Tag Archives: Special Effects

Mission Impossible 4: Amazing fun without costing brain cells

Numerous films barely remain lively after their sequels, much less reach their fourth installment without going straight to DVD.  Seeing Tom Cruise, closing in on fifty, return to the screen as super spy Ethan Hunt hardly seems a selling point, but The Incredibles director Brad Bird brings us a film that hearkens back to when action films produced real stunts and real thrills.  In the words of James Lipton, it’s a delight. Continue reading

Special Effects you won’t believe were done for real

Here at The Filmsmith we have a great love for all the hours that go into practical special effects, those pieces of wizardry that aren’t created by computer animators.  These guys have to battle the restrictions of the real world (time, space, gravity) in order to do their job well, because when they do, you feel the term movie magic.  So here are some of the highlights from Cracked’s, “8 Special Effects You Won’t Believe Aren’t CGI.” Continue reading

Don’t forget to tip your foley artist (short video)

One of my first memories of being enchanted with filmmaking was a Discovery Channel show called Movie Magic (or something like that) detailing how special effects were created.  From squibs (small explosions for gunshots) to miniatures (the helicopter crash from Cliffhanger), I was enthralled – especially when a guy called a foley artist took a chainsaw to a watermelon.  Continue reading

Inception making-of featurette details hallway special effects

The hallway scene from Inception was originally explained by The Filmsmith back in February 2010.  With the release of Inception on DVD last week, the following making-of feature has made it to youtube, further detailing our original explanation.  For special effects geeks (myself included), it’s quite interesting to see the full mechanics required to rotate the hallway and the struggle to choreograph the fights inside the turning tunnel:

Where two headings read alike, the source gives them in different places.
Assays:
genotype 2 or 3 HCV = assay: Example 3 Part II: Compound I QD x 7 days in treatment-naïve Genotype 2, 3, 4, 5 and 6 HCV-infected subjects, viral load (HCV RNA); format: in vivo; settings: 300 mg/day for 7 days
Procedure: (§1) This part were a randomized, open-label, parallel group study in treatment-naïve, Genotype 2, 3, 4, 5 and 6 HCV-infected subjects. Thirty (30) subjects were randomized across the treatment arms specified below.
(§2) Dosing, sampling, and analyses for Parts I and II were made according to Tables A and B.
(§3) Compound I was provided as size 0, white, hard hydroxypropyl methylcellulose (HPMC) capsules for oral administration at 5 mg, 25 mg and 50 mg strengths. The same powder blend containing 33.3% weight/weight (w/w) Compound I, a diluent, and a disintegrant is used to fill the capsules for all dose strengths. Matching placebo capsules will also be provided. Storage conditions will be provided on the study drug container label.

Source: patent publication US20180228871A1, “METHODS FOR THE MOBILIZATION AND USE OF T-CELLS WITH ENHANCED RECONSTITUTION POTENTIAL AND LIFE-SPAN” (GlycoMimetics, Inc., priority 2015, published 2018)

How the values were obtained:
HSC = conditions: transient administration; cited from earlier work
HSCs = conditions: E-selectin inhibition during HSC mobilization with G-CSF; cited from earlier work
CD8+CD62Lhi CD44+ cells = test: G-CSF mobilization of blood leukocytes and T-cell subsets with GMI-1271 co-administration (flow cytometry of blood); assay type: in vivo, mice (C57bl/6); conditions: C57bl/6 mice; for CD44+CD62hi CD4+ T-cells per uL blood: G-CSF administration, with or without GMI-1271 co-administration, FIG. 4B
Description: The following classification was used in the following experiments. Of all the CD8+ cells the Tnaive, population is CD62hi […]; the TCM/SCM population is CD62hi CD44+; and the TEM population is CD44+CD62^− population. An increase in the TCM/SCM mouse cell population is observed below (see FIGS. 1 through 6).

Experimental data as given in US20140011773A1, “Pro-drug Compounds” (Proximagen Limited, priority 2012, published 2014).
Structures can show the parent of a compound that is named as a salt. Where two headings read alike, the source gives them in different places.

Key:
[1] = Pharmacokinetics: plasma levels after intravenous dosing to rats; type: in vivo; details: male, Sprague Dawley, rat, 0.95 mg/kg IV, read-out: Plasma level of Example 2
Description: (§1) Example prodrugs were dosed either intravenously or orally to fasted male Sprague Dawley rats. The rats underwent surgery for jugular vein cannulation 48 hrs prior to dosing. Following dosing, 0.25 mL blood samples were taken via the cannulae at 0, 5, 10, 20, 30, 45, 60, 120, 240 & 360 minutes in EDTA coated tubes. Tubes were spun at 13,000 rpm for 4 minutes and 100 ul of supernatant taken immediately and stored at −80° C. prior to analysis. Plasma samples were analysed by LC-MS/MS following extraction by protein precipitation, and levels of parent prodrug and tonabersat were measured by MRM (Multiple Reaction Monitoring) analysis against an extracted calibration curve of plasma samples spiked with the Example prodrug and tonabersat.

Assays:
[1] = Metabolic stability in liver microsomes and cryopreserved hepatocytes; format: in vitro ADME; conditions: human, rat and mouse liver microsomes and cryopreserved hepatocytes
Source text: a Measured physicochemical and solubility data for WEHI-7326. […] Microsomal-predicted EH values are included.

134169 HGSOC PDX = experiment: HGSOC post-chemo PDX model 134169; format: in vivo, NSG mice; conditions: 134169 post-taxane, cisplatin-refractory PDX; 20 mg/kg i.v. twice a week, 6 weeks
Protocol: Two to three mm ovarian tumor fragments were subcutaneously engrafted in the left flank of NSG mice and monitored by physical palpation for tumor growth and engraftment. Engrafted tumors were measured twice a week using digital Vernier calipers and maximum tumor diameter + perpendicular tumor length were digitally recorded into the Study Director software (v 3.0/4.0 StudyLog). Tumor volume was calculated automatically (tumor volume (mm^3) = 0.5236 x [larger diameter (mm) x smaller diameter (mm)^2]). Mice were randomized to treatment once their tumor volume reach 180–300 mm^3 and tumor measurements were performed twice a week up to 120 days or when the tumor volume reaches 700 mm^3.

It’s nothing short of amazing the lengths to which they went to avoid using CGI – and it looks all the better for it.

Burke and Hare Photos and Clip (plus Inception Info)

Last night I was on the set for a small scene of John Landis’ latest, Burke and Hare.  The scene feature Andy Serkis and Simon Pegg running down an alley, chasing something, until Pegg notices a strange sound.  In the video below, they turn around and director Landis is the one describing the CGI barrel coming toward them, going over their head (“BOUNCE!”), and crashing behind camera.

Serkis, Pegg, and Landis didn’t stray into the crowd to talk much.  I was behind the crew since I was their first, but I just got a nod from the celebs as they passed by.  Didn’t seem interested in mingling.

It was interesting to see so much money/effort go into such a small scene.  They’re shooting in Sterling today and tomorrow, then returning to Edinburgh to shoot Thursday-Saturday morning.  A friend of mine already knows where they’re shooting on Friday.

I got a lot of  info from a guy on set.  He says it’s a 7 week shoot and they just got back from London.  They’re using two cameras (blurry picture below) to maximize time.

However, more interesting was his comments on Christopher Nolan (a bit chaotic in his shooting style), since he worked with him on Inception and The Dark Knight.  He showed me a video of the rig they used for a hallway scene in the film, which was larger than a semi-truck’s trailer, that completely rotated.  He went on to explain that they rubberized everything inside and painted it so the actors inside could roll around and fight.  They also locked down a camera inside the hallway and used a camera crane that could go inside the moving rig.  Evidently I’m one of the only guys outside of the film industry to see his little cell phone video of this rig.

Trucks and lighting equipment.

This is probably the angle they'll shoot the scene from, since there's a restaurant in the opposite direction.

Dressing the set to hide the new. They also installed old wooden signs.

Rustic carts and hay for that turn of the century look.

This is how you light a set when you can't get a cherry picker lighting kit in: it's a balloon with lights inside.

Waiting for dark with the balloon light rig.

Sorry about the quality. Not enough light and flash wasn't allowed.

[video courtesy of David Law]